Carol Bowling Jackson, 62, of Bedford, was disbarred for providing opposing lawyers in a divorce case terms contrary to those provided by her client, according to bar documents. She also failed to keep her client, a woman, reasonably informed about about the status of the case and did not promptly turn over papers and property by failing to return her client's file when the woman and her new attorney requested it.

Jackson previously had been suspended. According to the bar, she neglected a client’s legal matter and failed to keep the client reasonably informed about the status of her wrongful termination matter, the bar said. She also did not promptly comply with reasonable requests for information. Jackson failed to reduce the contingent fee agreement entered into with the client to writing, and upon termination of the representation, failed to surrender papers and property belonging to her client. Jackson also failed to furnish a response to the complaint. 

Also disciplined was Donald T. Smith, 52, of Fort Worth. Smith was accused of neglecting a client’s probate matter and failed to carry out completely the obligations owed to the client, according to the bar. He also failed to keep the client “reasonably informed” about the status of the matter, and to promptly comply with reasonable requests for information. Smith also failed to furnish a response to the complaint. He received a five-year, partially probated suspension effective Dec. 1, with the first three years actively served and the remainder probated. He was ordered to pay $1,807.94 in attorney’s fees and costs.

 -- Darren Barbee


Sunshine Week? Oldest 10 Defense Department information requests turn 100

From the Too Good to Be True Department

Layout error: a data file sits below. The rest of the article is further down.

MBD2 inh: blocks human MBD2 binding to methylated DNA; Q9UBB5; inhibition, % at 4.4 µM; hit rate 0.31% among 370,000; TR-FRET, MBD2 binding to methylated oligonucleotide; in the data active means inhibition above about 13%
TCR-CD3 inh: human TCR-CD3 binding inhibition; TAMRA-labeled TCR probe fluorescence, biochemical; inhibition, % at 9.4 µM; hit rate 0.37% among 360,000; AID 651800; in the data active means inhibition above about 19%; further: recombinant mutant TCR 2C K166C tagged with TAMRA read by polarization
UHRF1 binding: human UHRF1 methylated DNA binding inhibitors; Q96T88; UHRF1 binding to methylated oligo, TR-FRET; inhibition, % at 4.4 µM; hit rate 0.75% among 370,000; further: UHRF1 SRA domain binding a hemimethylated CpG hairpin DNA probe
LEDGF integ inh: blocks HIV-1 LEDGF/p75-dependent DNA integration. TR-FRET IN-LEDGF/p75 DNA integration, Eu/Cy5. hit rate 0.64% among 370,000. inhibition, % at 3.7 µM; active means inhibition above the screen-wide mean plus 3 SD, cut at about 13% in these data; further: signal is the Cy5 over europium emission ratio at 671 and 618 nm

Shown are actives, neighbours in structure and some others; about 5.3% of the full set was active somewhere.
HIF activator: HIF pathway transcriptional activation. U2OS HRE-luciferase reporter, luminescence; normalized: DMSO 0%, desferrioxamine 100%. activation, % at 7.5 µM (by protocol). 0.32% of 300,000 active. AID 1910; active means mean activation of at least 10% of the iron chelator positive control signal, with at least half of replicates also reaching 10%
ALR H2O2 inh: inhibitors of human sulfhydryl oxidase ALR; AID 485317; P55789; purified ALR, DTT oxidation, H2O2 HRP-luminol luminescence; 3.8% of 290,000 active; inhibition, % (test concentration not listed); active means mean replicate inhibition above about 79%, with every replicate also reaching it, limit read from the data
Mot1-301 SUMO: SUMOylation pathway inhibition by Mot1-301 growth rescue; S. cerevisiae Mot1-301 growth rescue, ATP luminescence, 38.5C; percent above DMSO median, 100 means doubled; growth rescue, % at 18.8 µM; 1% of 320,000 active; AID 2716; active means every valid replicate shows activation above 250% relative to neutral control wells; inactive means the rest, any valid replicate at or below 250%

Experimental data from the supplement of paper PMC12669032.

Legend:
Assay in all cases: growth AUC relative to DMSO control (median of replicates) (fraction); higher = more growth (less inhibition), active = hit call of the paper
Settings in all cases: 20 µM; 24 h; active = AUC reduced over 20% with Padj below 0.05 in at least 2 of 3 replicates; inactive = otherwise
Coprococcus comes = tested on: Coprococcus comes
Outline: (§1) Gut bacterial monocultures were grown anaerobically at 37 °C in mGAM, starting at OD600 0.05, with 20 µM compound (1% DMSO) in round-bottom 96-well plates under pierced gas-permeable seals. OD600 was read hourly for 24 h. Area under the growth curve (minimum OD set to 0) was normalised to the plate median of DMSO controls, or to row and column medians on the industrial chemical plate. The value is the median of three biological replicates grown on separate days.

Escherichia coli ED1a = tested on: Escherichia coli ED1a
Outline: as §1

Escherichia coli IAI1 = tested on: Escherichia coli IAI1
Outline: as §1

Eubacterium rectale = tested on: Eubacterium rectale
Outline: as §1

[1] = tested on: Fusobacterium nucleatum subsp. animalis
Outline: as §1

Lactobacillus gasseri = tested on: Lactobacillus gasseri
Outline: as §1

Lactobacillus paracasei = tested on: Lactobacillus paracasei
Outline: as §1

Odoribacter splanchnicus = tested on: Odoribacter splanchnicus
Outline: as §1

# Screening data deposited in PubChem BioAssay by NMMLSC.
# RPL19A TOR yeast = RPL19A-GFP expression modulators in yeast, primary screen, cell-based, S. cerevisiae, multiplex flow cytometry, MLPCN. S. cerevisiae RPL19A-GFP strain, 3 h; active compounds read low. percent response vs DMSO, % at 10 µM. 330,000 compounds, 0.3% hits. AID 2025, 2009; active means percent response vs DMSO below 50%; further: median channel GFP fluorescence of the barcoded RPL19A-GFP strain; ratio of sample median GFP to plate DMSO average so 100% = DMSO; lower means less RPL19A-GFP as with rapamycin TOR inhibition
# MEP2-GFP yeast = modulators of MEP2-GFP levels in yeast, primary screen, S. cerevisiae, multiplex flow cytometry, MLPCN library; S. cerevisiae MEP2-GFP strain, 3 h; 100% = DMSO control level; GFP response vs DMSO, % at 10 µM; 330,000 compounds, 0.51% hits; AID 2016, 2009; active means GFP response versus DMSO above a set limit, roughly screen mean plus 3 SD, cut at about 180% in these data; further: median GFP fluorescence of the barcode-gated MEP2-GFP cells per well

Get the veggie tray and chicken wings ready: it’s time for the federal government’s Sunshine Week “celebration.”

Lest you get caught up in the wild euphoria of open government, snatch off that party hat and sober up.

Despite the Obama Administration’s efforts to let the public see its own records, these are still federal agencies we’re talking about.

(Note: Our inflammatory comment about those agencies has been redacted.)

U.S. Attorney General Eric Holder said Monday that despite receiving 60,000 Freedom of Information Act requests in the past three fiscal years, his department was able to reduce the backlog of pending requests by more than 25 percent.  

That certainly sounds impressive (see chart at bottom).

Holder also announced some updates to the government's information requests website,www.foia.gov

But Watchdog’s quick review of the site shows information requests to the government as old as 20 years are sitting around, as well as others from 1993, 1994 and 1996. At the Department of Defense alone, the oldest 10 requests have been collecting dust for a collective 36,850 days— a little over 100 years. 

So, stay positive and remember your favorite public information bureaucrats this week. 

Just don’t expect them to remember you.